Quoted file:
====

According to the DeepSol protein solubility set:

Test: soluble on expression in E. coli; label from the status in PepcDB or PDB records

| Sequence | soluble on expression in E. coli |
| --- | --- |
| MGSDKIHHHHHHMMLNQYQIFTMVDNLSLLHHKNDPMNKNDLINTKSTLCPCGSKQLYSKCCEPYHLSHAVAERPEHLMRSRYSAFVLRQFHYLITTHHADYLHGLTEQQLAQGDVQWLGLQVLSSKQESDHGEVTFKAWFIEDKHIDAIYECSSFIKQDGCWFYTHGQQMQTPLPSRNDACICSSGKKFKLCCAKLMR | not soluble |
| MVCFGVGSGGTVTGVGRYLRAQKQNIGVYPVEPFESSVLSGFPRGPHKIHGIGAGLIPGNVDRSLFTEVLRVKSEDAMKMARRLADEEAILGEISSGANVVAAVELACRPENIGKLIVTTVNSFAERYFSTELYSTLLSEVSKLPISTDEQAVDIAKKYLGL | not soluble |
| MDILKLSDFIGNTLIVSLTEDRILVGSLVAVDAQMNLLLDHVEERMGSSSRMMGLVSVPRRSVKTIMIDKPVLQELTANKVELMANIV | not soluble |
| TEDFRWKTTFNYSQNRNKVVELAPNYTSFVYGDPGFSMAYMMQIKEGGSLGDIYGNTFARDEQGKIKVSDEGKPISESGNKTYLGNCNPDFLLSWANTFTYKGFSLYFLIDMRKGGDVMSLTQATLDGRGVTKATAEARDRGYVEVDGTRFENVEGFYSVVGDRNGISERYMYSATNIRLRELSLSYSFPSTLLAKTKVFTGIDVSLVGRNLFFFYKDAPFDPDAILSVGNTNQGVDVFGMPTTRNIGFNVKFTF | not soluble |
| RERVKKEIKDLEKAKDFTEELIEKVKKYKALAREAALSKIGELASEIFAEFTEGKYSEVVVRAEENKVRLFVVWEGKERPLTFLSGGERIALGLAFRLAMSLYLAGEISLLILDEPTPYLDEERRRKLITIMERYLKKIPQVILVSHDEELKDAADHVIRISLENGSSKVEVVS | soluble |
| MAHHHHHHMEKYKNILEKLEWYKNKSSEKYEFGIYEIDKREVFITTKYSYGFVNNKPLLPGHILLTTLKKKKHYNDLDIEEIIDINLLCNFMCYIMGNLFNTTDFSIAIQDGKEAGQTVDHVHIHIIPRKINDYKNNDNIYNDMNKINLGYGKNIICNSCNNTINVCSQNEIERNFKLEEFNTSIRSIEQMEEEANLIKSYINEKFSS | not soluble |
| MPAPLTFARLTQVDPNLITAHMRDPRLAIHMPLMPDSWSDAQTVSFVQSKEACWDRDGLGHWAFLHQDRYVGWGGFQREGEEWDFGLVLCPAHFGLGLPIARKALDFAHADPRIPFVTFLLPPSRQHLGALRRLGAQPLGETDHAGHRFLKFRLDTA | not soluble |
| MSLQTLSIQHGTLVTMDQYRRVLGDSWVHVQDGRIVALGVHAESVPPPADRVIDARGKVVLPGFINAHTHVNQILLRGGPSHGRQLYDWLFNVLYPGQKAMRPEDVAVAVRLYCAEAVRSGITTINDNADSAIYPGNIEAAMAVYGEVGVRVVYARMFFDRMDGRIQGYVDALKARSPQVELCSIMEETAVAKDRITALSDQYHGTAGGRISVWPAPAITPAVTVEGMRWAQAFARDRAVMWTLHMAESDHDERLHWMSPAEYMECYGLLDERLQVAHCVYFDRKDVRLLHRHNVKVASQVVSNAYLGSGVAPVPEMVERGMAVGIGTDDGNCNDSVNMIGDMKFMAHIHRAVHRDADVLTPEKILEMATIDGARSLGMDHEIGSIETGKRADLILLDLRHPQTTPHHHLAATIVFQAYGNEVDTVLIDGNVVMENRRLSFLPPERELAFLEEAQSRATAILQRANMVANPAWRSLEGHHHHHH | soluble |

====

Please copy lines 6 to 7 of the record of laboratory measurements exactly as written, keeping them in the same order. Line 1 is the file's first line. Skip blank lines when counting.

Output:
| MVCFGVGSGGTVTGVGRYLRAQKQNIGVYPVEPFESSVLSGFPRGPHKIHGIGAGLIPGNVDRSLFTEVLRVKSEDAMKMARRLADEEAILGEISSGANVVAAVELACRPENIGKLIVTTVNSFAERYFSTELYSTLLSEVSKLPISTDEQAVDIAKKYLGL | not soluble |
| MDILKLSDFIGNTLIVSLTEDRILVGSLVAVDAQMNLLLDHVEERMGSSSRMMGLVSVPRRSVKTIMIDKPVLQELTANKVELMANIV | not soluble |